Cape Canaveral Small Business Leader Addresses Aerospace Growth at Roundtable (Source: Craig Technologies)
Craig Technologies President/CEO Carol Craig will address the attendees of the International Round Table at the Citrus Club in Downtown Orlando on May 7. Ms. Craig will speak on driving high-tech and space related business on the Space Coast. Amid the NASA transition from the Space Shuttle to the new Constellation program with Ares launch vehicle and Orion crew capsule. Named the Orlando Business Journal Executive of the Year for 2008, Ms. Craig is Chair of the Industrial Engineering and Management Systems Executive Advisory Board for UCF College of Engineering, and serves on the UCF Foundation Board of Directors. (5/1)

Saturday Launch Will Help Make Spaceport ‘Real,’ Officials Say (Source: New Mexico Independent)
More than 350 people have signed up to attend Saturday’s educational launch from Spaceport America. Officials say that’s evidence that, as the project progresses from a proposal to reality, excitement is building. “It’s a feeling that the public is getting behind this. Everybody senses that it’s actually real,” spaceport Executive Director Steve Landeene said in an interview. (5/1)

Astronauts Pay Respects to 'Chimponauts' at Fort Pierce Sanctuary (Source: Florida Today)
Tammy clung to a metal fence, shook side-to-side and hooted for attention, as one of the first men to orbit Earth and the first man to pilot the space shuttle toured her island paradise. Her caretakers describe the 25-year-old as the most insecure of her clan. She screams constantly, and loudly, for very little reason. Scott Carpenter, one of the original seven NASA Mercury astronauts, and Robert Crippen, a former space shuttle commander, paid their respects Thursday to Tammy and her kind -- the species that beat both men and the human race to space.

"I have great respect for space travelers more senior than I," Carpenter said in front of a replica of a space capsule that stands in front of one of a dozen "chimp islands." The two retired astronauts toured the Save the Chimps Sanctuary to help bring attention to the nonprofit's cause: caring for chimpanzees used in the name of U.S. science. (5/1)

SpaceTEC National Meeting Planned in Florida (Source: SpaceTEC)
National academic partners in the NSF-sponsored SpaceTEC aerospace technical training consortium, led by Brevard Community College, will meet in Florida this week for the SpaceTEC 2009 Annual Conference. SpaceTEC sponsors a national training and certification program for space industry technicians. Visit for information. (5/1)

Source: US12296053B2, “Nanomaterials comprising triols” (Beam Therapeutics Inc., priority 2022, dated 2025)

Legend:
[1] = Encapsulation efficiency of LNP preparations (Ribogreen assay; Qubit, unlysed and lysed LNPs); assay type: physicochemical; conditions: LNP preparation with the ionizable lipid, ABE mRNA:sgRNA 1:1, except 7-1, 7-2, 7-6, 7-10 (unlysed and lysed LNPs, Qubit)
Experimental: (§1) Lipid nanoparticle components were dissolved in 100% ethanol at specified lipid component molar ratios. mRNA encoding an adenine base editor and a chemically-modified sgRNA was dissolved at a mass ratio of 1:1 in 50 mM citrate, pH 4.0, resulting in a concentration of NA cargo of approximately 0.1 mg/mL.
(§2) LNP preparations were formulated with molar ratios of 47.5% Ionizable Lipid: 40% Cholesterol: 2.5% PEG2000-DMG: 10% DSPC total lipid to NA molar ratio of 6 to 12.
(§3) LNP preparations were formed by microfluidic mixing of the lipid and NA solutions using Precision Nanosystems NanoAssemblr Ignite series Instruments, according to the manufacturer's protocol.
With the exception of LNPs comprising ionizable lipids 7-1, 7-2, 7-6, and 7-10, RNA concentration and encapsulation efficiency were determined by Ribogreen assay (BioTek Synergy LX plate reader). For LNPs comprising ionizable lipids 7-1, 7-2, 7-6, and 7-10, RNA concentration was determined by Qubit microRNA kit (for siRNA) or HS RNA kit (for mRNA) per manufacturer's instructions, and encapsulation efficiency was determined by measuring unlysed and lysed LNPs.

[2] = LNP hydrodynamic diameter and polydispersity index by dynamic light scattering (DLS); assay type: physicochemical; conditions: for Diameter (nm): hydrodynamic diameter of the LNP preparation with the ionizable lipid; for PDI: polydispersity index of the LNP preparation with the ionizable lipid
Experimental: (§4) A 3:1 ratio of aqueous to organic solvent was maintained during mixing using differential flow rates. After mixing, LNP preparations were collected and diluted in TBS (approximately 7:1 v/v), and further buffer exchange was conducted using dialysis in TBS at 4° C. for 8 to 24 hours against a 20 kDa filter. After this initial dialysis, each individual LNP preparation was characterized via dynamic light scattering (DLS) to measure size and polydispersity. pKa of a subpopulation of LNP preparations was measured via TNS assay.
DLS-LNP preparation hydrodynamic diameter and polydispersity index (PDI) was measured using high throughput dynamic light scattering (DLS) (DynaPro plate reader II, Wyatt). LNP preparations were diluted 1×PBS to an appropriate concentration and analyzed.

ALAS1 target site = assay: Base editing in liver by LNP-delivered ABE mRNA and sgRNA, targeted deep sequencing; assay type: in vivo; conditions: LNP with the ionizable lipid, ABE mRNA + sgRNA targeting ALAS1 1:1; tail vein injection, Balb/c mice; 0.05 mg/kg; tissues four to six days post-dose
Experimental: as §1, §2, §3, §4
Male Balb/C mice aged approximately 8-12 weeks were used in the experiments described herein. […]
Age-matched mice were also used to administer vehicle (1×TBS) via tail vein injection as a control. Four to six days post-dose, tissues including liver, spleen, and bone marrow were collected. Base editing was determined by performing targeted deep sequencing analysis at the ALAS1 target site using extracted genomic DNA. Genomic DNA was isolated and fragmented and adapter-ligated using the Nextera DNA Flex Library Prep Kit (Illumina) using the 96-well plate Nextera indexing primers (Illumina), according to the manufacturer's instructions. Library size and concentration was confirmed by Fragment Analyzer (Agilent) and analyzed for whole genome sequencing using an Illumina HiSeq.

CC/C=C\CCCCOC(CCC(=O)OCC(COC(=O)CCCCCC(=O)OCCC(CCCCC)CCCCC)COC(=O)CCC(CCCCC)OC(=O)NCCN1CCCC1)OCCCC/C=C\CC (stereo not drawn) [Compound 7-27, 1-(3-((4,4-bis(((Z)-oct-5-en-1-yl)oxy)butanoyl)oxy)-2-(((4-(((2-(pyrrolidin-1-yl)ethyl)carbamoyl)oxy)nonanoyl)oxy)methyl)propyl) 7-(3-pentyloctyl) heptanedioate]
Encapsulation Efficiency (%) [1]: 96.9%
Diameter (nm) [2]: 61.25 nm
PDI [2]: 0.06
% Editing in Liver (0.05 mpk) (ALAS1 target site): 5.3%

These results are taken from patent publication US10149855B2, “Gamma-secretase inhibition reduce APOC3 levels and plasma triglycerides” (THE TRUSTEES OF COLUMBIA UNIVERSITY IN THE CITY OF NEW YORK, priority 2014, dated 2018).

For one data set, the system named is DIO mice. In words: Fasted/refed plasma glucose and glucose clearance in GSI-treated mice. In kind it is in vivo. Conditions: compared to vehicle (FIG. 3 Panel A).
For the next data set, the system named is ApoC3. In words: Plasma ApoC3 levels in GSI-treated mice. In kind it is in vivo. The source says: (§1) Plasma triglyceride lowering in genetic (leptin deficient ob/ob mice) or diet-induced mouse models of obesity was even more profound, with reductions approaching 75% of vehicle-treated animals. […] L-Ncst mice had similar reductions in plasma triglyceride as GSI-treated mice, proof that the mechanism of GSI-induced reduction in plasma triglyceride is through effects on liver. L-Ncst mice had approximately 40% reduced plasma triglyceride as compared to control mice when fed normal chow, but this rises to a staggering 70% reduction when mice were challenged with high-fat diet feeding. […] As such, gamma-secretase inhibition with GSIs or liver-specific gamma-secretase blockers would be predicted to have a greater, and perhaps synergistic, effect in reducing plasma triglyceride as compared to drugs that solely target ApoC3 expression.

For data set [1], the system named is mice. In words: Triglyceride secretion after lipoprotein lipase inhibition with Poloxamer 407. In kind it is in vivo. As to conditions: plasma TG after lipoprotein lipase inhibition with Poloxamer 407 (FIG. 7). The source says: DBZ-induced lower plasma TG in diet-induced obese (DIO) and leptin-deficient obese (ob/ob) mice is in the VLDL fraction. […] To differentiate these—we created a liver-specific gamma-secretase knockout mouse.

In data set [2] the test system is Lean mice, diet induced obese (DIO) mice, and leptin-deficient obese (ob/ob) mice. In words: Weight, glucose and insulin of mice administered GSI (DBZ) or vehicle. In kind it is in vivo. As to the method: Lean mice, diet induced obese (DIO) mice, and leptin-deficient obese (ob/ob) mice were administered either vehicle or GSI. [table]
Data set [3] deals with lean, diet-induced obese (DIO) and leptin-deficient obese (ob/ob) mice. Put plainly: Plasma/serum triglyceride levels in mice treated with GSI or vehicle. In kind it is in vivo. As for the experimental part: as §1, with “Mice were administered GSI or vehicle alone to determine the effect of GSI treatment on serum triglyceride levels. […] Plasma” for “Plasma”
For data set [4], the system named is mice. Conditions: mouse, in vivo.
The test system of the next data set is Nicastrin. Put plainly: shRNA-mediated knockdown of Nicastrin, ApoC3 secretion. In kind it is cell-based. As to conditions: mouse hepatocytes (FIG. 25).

NASA Will Slash 900 Shuttle Jobs in Florida by September, None Yet in Alabama (Source: Huntsville Times)
About 900 space shuttle workers in Florida are facing layoffs between now and September as the shuttle program slides into its final phase of flight, with eight shuttle flights remaining on NASA's mission manifest over the next 13 months. No shuttle layoffs have been reported in Huntsville. Most of that work has been moved to the planned shuttle replacement - the Ares I. (5/1)

NASA Starts First Major Round of Space Shuttle Layoffs (Source: Orlando Sentinel)
After months of postponement, the first major round of space shuttle worker layoffs begins on Friday. NASA's managers announced tonight that 160 contractors faced losing their jobs at the end of this week, and they were only the first of hundreds more who would be getting pink slips in the coming months. "Between tomorrow and the end of September, we will reduce the program by about 900 people," shuttle program manager John Shannon said. "They are primarily manufacturing team members, We have delivered the last pieces of hardware that those team members produce, and we don't keep them on the rolls."

The first 160 layoff notices go out on Friday, primarily to workers producing the space shuttle fuel tanks outside New Orleans and the shuttle solid rocket boosters in Utah. The prime contractors for those components are Lockheed Martin and ATK. Thousands of jobs at KSC will be maintained to continue launching and processing shuttles until the end of the program. But the center faces the direct loss of as many as 6,500 jobs once the shuttle stops flying. The first KSC job cuts are expected by as early as October, KSC contractors recently told state officials in Tallahassee.

Congress last year asked NASA to take no action to shut down the shuttle program until April 30, 2009, just in case the new president wanted to keep flying shuttles after a planned retirement of the fleet in September 2010. But the Obama administration signaled with its first budget announcement in February that it intended to stick with the 2010 shuttle retirement date. Now that "do not preclude" legislation expired on Thursday, NASA can proceed with the layoffs that it had put on hold. The agency spent about $89 million dollars keeping facilities open and workers employed that it would have otherwise closed down and dismissed. (5/1)